Do you knock it to flush or through until it stops ? Mine has gone in beyond flush and I can't remember how it sat before .... does it sit on a seat or is it a floating shaft ?

Also and possibly connected - I counted the turns off and marked it but I can't help but worry a little that it's gone on an extra turn when I've put it back. It fell off just before 5 turns taking it off - going back on 4 turns seemed very loose and 5 seems very tight

.... Though if it's supposed to only be flush at the front then would that affect the turns before it got tight at the back - or would tightening it simply pull it it through anyway ?

As an aside the o ring went in nicely and the old one was completely flat.

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Just bear in mind that repalcing the O ring doesn't always fix the leak as the shaft tends to ovalise the bore in the case.

I did the O ring bodgie fix a long time ago when replacing the clutch, and it worked for a while, but after pulling the t/case last week to give it a thorough rebuild (including Maxi Drive low range gears and an ATB to minimise backlash in the driveline) the bore needs rebushing with a steel sleeve, which I'd planned on doing anyway, but the wear in the bore and on the shaft is significant.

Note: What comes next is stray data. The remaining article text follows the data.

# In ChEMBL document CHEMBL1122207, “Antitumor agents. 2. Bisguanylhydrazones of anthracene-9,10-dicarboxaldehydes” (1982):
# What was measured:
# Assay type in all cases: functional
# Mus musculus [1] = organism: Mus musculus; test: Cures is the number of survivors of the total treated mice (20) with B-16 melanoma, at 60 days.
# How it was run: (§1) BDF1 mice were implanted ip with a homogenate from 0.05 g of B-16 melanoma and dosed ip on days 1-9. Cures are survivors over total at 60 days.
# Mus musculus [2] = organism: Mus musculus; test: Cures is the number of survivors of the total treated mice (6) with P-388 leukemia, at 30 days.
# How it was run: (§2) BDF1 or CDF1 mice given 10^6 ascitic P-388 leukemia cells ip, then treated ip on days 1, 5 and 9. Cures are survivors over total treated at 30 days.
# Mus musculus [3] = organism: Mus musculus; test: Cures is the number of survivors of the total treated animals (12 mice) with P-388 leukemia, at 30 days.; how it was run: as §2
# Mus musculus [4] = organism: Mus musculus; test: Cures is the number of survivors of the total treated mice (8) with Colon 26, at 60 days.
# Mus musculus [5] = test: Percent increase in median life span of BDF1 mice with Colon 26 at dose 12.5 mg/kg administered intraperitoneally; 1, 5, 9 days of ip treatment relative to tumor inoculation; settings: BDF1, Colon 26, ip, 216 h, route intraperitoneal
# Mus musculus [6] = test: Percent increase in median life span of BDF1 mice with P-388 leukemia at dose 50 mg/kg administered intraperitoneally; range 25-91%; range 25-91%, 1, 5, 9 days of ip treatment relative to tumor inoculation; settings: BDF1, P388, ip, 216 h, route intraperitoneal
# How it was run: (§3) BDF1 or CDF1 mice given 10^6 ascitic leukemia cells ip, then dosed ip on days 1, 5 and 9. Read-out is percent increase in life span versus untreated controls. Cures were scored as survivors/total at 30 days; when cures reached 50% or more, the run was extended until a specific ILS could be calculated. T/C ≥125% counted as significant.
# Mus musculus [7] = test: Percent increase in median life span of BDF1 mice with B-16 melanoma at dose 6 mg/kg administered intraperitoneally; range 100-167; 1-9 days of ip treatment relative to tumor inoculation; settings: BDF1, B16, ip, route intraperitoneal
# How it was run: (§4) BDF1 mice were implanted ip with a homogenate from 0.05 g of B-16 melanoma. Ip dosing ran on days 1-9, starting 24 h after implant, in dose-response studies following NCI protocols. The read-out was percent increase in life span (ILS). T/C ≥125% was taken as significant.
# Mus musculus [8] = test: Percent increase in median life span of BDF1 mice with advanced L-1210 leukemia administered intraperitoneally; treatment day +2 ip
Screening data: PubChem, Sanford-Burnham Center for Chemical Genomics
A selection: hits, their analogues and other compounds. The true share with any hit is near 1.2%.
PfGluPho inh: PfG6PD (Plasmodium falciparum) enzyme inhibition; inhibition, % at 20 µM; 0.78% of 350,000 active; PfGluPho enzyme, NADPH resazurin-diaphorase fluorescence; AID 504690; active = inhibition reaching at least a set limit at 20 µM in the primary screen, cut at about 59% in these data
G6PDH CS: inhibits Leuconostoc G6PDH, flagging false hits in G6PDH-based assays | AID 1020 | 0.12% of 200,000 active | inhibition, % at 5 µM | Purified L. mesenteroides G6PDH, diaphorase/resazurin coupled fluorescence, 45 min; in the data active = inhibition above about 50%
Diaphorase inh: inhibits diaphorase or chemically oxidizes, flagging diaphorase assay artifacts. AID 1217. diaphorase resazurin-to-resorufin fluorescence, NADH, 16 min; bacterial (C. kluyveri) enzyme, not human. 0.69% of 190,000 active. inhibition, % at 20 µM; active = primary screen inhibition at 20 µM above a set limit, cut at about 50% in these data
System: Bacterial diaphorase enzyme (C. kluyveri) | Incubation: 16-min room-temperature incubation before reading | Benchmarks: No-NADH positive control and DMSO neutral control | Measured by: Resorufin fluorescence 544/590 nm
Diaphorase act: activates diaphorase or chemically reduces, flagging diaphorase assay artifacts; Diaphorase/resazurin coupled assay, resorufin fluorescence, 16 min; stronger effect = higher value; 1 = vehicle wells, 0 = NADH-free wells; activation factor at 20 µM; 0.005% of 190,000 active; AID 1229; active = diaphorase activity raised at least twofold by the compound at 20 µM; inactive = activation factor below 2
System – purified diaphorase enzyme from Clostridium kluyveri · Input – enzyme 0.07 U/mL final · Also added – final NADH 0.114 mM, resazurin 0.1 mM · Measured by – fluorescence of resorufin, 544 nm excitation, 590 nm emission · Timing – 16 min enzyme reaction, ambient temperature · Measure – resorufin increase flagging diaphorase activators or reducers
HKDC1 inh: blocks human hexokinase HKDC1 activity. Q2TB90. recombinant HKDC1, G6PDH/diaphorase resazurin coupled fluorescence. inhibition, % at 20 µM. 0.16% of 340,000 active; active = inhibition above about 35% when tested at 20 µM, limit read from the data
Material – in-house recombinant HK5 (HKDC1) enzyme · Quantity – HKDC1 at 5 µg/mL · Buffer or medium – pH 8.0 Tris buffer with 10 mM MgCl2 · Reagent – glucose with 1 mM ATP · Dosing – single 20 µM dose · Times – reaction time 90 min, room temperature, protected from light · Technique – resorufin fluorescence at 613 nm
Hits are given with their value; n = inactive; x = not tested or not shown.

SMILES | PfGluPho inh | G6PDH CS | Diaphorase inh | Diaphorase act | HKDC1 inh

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also don't forget the "O" ring that's on the other end of the shaft , that one sits in the casing rather than the on the shaft its self ,

this one should be changed at the same time :)

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  • 4 weeks later...
  • 4 years later...

Resurrecting this thread as I reckon it’s a job I’ll need to do soon. Unfortunately I can’t see the OP pictures which would have made my head understand it that bit more. Does anyone have the original pictures or similar? 

I’ve got a fair idea of what’s involved bar one thing.... how to get the Transfer box separated from the gear box to allow access to the intermediate shaft? Or am I missing something? 

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  • 5 months later...
On 6/16/2010 at 4:21 PM, FridgeFreezer said:

Putting my anorak on, early LT230R's you can pull the intermediate shaft in-situ, it's only the later type (vast majority) that this fix need apply to.

Hi,  I think I have an LT230R as there isn't a stake nut on the back of the shaft.  Does anyone know how to remove the shaft to replace the seals on these older cases as reference above?

Photo here:




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You undo that nut holding the small piece of metal, remove the metal and the shaft can be pulled out - but the intermediate gears WILL fall into the transfer case and the shims will fall out so you need to open the transfer case to catch it.